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2019's Best Home Equity Lenders
Let Your Mortgage Work for You
Discover the advantages of home equity and start funding your goals
Updated August 2019
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Non-conventional loans
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Only cash-out refinance option is available
Fixed Rate
Conventional loan with fixed rate for duration of loan
Adjustable Rate
Conventional loan with adjustable rate for introductory period of 3-10 years
Cash Out Refinance
Alternative way of using home equity to borrow cash
Loans and lines of credit that let homeowners tap into their equity to borrow large sums
Loan that exceeds FHA’s conforming limits, usually more than $424,100.
Government-backed loan for borrowers with low credit, with 3.5-10% down payment
Government-backed loan for military personnel and veterans
Loans backed by Department of Agriculture for rural and suburban homes
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Enables homeowners aged 62 and older to use their home equity to borrow
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Introduction to Home Equity Loans
A home equity loan is a type of secured loan in which the borrower uses their home equity as collateral. Home equity loans are also known as “second mortgages” because they are secured against the home’s value, just like a regular mortgage. A home equity loan creates a lien against the borrower’s home and reduces the borrower’s home equity. As the borrower makes payments, their home equity begins increasing again. A home equity loan usually has a shorter repayment term than a traditional mortgage.
Types of Home Equity Loans
There are two types of home equity loan products: a closed-end or home equity loan, also known as a HEL; and an open-end or home equity line of credit, also known as a HELOC.
A HEL is like any other type of closed-end loan in that the lender pays the borrower a lump sum which the borrower must repay within an agreed payment term. Closed-end HELs come with a fixed interest rate, giving the borrower the convenience of knowing up front how much they are required to pay the lender each month.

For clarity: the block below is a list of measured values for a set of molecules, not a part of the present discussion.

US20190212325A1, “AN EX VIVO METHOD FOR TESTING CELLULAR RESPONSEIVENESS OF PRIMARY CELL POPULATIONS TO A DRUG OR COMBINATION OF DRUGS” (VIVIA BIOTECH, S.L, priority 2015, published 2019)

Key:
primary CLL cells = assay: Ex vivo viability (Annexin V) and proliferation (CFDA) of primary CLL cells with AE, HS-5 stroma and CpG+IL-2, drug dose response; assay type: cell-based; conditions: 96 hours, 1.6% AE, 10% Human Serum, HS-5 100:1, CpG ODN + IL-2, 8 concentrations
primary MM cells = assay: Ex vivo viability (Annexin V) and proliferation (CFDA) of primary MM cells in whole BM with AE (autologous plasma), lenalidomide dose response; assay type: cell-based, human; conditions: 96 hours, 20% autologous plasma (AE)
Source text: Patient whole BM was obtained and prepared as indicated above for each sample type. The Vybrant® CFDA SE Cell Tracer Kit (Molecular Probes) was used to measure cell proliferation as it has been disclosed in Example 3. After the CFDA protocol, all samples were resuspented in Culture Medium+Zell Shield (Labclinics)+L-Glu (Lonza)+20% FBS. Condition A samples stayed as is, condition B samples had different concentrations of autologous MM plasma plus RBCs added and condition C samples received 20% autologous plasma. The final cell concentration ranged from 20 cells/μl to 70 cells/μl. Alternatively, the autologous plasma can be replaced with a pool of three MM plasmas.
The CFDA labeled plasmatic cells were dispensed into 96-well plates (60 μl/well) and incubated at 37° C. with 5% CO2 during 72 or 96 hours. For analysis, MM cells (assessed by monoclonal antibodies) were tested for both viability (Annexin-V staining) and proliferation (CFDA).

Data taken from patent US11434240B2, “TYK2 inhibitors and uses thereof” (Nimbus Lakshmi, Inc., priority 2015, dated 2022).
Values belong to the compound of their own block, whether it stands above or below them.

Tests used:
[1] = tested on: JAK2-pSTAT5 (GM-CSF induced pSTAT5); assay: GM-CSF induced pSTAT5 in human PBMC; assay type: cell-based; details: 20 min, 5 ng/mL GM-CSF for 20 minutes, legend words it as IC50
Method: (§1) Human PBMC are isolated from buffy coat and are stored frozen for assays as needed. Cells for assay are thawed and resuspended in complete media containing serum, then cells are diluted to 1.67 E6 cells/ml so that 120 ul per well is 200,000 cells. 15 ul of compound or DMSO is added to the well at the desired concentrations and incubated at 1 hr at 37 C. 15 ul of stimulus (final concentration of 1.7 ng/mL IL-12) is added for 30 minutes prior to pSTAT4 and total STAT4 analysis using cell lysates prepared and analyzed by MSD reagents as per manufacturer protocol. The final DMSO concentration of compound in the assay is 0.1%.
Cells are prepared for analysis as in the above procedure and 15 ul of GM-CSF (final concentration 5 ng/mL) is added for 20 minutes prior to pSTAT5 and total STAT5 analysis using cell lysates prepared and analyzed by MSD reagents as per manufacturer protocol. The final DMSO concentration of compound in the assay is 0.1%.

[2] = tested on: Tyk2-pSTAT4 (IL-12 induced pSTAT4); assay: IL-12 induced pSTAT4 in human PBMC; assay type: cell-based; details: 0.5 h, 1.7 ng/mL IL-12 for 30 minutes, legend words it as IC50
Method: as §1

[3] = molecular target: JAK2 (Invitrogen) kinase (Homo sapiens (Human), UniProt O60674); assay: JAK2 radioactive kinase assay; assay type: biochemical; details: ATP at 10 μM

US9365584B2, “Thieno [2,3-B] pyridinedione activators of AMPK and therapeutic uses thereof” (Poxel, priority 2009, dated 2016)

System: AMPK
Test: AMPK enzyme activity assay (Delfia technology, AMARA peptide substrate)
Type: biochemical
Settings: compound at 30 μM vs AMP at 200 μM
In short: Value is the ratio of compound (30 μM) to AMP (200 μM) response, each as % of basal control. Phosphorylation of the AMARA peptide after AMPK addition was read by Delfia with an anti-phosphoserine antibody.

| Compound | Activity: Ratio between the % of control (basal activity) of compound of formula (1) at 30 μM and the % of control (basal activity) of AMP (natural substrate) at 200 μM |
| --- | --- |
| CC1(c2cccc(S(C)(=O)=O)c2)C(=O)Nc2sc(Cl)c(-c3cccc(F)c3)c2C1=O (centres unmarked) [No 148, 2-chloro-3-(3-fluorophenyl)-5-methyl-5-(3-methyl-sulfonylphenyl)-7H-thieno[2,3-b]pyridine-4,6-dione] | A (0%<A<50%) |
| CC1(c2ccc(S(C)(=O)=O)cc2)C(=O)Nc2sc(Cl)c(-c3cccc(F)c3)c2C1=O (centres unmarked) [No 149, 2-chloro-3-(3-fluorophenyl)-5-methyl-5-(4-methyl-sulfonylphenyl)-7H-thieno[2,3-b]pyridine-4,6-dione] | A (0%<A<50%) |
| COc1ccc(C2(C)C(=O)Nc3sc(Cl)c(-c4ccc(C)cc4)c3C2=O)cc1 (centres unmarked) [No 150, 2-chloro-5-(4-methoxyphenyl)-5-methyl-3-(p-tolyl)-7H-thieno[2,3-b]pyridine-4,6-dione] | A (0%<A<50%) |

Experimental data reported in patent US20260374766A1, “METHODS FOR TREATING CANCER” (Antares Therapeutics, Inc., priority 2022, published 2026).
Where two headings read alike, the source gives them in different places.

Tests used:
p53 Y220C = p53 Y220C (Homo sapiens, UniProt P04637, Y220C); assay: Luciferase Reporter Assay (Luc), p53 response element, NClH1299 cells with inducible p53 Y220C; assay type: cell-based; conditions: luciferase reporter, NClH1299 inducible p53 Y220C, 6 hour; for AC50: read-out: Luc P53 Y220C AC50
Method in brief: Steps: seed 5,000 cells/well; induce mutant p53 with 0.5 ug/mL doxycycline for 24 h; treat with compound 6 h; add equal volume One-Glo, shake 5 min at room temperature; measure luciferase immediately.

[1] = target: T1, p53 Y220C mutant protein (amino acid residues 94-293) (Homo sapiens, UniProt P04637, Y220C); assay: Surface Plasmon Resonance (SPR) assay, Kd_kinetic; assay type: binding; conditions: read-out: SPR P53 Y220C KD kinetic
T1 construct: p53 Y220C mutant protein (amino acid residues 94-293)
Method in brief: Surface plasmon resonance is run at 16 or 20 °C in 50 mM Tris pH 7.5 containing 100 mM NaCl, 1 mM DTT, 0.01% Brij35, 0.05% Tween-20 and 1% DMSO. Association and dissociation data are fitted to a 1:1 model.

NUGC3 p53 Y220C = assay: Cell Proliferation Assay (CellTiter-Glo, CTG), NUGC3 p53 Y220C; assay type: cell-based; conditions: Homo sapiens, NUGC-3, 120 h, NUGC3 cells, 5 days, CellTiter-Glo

A HELOC is a revolving line of credit with an adjustable interest rate. The borrower may draw funds at any time, provided they don’t exceed the approved credit limit. The borrower only pays principal and interest on the funds drawn.
Who Qualifies for a Home Equity Loan?
The basic requirement of a home equity loan is that you own your own home. At most, lenders permit homeowners to borrow up to a combined loan-to-value (CLTV) ratio of up to 90% (although some credit unions may allow 100% CLTV). In other words, a lender will not approve you for a home equity loan if it means your home equity drops below 10% of your home’s current appraised value. Generally, home equity loans can only be taken on owner-occupied properties, although it is technically possible to use a rental or investment property as collateral.
Aside from CLTV, all the other minimum requirements of mortgage or loan eligibility apply. You will need to be a U.S. citizen or resident aged 18 years or more. The lender will run a credit check, which will affect your credit score. And you will need to provide some paperwork, although less than for a traditional mortgage application.
Can a Home Equity Loan Be Used for Anything?
Technically speaking, a home equity loan can be used for any large expense. This could include consolidating credit card debt or other debt; funding an unexpected bill, such as an unexpected medical procedure; financing a home improvement or refurbishment; purchasing a vehicle; or funding a child’s college tuition.